MERS outbreak spreads through facilities in Saudi Arabia
The Middle East respiratory syndrome coronavirus (MERS-CoV), first identified in 2012, is a respiratory pathogen that caused 38 cases from September 2014 to January 2015. These cases were found in four health care facilities throughout Taif. Twenty-one of the 38 patients died from their diseases.
Records from public as well as clinical health data demonstrated that 13 of the MERS patients had served as health care personnel (HCP). Fifteen of the patients, four of whom were HCP patients, were linked to an infection at a dialysis unit. Three more of the HCP patients who had been in the dialysis unit showed evidence that they had contracted MERS-CoV infections.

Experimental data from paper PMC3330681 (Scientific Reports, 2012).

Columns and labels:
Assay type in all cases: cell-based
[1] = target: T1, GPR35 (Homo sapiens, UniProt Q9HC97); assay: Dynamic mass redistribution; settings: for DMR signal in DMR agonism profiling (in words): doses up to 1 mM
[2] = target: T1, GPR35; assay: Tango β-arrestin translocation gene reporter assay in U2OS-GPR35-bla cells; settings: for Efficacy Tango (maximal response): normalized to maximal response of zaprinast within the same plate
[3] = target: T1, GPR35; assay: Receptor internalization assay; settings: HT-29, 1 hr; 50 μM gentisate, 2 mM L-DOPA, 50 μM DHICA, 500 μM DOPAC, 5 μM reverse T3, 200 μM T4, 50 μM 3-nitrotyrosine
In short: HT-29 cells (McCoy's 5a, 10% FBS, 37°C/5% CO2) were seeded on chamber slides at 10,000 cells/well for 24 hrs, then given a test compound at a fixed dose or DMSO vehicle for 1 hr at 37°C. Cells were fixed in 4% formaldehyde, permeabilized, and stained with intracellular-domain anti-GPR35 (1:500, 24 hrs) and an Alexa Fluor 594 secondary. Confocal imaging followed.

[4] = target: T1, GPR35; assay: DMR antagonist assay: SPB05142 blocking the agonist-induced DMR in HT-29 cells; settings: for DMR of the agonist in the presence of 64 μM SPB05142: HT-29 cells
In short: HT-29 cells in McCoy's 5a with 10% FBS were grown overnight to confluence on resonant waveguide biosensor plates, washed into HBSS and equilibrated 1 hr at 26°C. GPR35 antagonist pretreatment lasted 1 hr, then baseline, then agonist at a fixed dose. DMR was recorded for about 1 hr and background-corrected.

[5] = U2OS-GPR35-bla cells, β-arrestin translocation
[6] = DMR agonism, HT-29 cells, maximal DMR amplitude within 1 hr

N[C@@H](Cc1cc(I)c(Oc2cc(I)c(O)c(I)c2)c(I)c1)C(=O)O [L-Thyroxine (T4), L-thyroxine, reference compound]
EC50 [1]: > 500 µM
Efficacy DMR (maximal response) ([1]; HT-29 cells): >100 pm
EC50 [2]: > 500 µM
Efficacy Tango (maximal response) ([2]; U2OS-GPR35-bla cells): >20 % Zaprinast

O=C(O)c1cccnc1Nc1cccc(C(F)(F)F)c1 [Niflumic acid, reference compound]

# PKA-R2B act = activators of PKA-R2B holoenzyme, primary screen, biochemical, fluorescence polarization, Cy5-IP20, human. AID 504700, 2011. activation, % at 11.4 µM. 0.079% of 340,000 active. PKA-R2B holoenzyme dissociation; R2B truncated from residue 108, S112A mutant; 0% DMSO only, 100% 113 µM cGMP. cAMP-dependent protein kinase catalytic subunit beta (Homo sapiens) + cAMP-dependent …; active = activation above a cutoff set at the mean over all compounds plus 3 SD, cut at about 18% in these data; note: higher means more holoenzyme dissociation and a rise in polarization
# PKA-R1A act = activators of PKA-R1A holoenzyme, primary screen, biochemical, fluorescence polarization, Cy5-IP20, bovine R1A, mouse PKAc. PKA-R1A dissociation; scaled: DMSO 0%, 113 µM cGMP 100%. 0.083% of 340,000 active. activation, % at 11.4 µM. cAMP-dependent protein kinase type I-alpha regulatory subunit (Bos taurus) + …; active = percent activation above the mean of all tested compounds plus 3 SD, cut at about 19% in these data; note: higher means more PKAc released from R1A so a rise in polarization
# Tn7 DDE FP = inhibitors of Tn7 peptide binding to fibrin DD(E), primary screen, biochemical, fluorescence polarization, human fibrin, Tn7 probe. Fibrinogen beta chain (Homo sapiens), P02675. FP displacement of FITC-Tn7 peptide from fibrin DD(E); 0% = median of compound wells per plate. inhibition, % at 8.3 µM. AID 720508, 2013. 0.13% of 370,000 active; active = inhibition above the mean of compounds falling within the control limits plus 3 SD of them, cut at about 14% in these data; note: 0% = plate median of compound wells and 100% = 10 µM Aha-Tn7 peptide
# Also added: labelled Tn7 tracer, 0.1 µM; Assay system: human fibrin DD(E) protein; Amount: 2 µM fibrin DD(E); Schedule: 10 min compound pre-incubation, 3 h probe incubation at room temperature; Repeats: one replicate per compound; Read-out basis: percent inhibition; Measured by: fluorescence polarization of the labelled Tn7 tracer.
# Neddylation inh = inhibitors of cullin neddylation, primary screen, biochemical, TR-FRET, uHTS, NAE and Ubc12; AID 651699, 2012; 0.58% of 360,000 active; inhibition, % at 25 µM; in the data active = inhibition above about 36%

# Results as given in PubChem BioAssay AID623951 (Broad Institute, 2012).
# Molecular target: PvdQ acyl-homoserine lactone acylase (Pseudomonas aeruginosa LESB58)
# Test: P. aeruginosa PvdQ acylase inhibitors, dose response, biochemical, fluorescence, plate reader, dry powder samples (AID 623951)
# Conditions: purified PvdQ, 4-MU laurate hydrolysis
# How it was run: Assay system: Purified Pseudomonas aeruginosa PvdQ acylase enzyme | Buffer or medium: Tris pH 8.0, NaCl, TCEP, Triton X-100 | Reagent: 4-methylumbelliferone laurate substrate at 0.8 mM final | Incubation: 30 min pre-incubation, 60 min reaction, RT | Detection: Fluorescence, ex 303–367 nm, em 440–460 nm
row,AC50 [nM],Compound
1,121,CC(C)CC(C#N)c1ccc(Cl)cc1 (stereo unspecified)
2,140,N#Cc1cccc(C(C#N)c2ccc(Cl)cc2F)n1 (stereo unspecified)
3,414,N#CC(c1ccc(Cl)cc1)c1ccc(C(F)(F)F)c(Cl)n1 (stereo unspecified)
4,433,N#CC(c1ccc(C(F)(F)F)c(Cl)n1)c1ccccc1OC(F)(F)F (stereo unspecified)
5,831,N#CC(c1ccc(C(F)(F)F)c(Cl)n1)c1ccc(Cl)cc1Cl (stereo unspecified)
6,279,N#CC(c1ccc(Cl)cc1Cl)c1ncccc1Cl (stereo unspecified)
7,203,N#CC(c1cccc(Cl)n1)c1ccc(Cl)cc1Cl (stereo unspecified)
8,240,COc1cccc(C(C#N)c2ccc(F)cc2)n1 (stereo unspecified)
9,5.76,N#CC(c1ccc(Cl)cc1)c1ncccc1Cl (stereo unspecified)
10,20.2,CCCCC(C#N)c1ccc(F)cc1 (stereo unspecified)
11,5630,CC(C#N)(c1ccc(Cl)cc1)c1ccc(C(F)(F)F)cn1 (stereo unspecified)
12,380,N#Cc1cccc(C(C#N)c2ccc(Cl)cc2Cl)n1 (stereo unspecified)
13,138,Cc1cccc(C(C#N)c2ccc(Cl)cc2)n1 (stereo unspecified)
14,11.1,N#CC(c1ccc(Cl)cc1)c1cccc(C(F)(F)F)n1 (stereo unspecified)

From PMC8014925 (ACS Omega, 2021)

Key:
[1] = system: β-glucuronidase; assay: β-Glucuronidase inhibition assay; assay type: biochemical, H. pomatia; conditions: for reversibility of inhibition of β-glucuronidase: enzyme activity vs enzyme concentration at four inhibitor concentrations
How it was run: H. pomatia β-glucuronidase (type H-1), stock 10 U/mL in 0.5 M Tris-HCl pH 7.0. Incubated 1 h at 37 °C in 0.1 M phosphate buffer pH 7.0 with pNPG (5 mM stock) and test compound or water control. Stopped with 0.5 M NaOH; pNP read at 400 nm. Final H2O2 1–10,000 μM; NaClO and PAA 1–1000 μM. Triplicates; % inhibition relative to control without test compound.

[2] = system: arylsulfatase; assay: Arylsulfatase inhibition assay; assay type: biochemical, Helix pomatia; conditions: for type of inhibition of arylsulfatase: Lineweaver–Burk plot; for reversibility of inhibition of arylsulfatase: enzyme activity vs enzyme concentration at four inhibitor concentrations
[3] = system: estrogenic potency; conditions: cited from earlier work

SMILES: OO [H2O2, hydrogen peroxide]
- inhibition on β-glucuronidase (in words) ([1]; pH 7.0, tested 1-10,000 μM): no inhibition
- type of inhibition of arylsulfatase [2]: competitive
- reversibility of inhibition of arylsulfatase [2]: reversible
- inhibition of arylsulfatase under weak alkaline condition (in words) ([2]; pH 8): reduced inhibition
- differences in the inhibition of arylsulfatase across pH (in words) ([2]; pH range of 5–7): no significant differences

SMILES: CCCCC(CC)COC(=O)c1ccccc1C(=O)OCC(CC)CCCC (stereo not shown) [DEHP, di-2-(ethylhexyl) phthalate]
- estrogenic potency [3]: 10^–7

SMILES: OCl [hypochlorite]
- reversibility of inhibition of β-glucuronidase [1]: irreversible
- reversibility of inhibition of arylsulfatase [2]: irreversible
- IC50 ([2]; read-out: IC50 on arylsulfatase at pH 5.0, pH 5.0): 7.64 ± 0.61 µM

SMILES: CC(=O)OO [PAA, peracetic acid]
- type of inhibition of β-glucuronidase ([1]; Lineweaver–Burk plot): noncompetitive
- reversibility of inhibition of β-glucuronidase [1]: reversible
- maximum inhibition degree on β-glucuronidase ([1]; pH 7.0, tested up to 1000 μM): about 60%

Researchers amplified viral RNA taken from acute-phase serum specimens showed the relations between the patients. Fifteen of the patients submitted their specimens. The scientists ran a series of full spike gene-coding sequencing from 10 of the patients to create a discrete clusters. Nine of the specimens from patients showed they were closely connected.
Other gene sequences from the samples showed the cases were not connected by location or time. This means that the viral transmission has not been found.
The viral circulation has continued to spread through several health care facilities as the outbreak continued. This emphasizes that infection control and surveillance practices are crucial to eliminating outbreaks and preventing them in the future.